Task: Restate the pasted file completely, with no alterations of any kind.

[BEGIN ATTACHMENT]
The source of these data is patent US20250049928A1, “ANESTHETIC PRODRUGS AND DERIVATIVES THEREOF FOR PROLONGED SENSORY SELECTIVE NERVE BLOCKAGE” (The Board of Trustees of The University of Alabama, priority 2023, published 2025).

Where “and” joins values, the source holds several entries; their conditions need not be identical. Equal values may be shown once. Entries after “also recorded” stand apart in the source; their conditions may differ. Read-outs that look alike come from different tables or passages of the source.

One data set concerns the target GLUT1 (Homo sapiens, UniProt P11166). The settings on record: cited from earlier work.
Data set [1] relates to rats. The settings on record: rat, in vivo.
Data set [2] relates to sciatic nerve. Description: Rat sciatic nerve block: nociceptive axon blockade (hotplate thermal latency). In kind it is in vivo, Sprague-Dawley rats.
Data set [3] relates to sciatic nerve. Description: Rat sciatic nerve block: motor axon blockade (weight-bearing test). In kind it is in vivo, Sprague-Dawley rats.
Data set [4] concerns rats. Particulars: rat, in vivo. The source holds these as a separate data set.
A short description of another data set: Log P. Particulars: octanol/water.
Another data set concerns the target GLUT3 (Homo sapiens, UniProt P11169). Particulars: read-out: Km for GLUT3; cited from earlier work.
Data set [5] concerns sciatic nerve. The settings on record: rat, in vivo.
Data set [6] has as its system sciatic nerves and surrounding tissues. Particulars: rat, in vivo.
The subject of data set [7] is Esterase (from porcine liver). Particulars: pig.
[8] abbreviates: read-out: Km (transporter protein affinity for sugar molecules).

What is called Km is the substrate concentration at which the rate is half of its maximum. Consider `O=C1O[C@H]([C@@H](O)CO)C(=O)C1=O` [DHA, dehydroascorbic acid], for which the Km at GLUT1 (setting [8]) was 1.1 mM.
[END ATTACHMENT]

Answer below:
The source of these data is patent US20250049928A1, “ANESTHETIC PRODRUGS AND DERIVATIVES THEREOF FOR PROLONGED SENSORY SELECTIVE NERVE BLOCKAGE” (The Board of Trustees of The University of Alabama, priority 2023, published 2025).

Where “and” joins values, the source holds several entries; their conditions need not be identical. Equal values may be shown once. Entries after “also recorded” stand apart in the source; their conditions may differ. Read-outs that look alike come from different tables or passages of the source.

One data set concerns the target GLUT1 (Homo sapiens, UniProt P11166). The settings on record: cited from earlier work.
Data set [1] relates to rats. The settings on record: rat, in vivo.
Data set [2] relates to sciatic nerve. Description: Rat sciatic nerve block: nociceptive axon blockade (hotplate thermal latency). In kind it is in vivo, Sprague-Dawley rats.
Data set [3] relates to sciatic nerve. Description: Rat sciatic nerve block: motor axon blockade (weight-bearing test). In kind it is in vivo, Sprague-Dawley rats.
Data set [4] concerns rats. Particulars: rat, in vivo. The source holds these as a separate data set.
A short description of another data set: Log P. Particulars: octanol/water.
Another data set concerns the target GLUT3 (Homo sapiens, UniProt P11169). Particulars: read-out: Km for GLUT3; cited from earlier work.
Data set [5] concerns sciatic nerve. The settings on record: rat, in vivo.
Data set [6] has as its system sciatic nerves and surrounding tissues. Particulars: rat, in vivo.
The subject of data set [7] is Esterase (from porcine liver). Particulars: pig.
[8] abbreviates: read-out: Km (transporter protein affinity for sugar molecules).

What is called Km is the substrate concentration at which the rate is half of its maximum. Consider `O=C1O[C@H]([C@@H](O)CO)C(=O)C1=O` [DHA, dehydroascorbic acid], for which the Km at GLUT1 (setting [8]) was 1.1 mM.